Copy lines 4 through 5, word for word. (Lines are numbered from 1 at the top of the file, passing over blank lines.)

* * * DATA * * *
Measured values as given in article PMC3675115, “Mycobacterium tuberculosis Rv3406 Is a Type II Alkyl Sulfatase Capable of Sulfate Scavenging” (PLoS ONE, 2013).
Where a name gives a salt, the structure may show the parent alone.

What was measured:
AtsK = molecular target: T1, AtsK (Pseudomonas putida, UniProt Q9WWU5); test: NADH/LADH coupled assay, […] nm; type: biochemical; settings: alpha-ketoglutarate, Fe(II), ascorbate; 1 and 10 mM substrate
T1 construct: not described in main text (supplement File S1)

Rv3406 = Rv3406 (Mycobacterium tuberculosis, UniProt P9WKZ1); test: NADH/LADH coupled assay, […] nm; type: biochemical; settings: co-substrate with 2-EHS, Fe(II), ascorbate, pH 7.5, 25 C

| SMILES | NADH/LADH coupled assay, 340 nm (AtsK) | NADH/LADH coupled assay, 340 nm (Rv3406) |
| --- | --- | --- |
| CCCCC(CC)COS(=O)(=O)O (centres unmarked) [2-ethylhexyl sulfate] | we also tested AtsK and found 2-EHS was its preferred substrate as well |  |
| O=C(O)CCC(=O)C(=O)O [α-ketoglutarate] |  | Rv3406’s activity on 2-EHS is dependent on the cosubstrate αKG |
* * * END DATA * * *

AtsK = molecular target: T1, AtsK (Pseudomonas putida, UniProt Q9WWU5); test: NADH/LADH coupled assay, […] nm; type: biochemical; settings: alpha-ketoglutarate, Fe(II), ascorbate; 1 and 10 mM substrate
T1 construct: not described in main text (supplement File S1)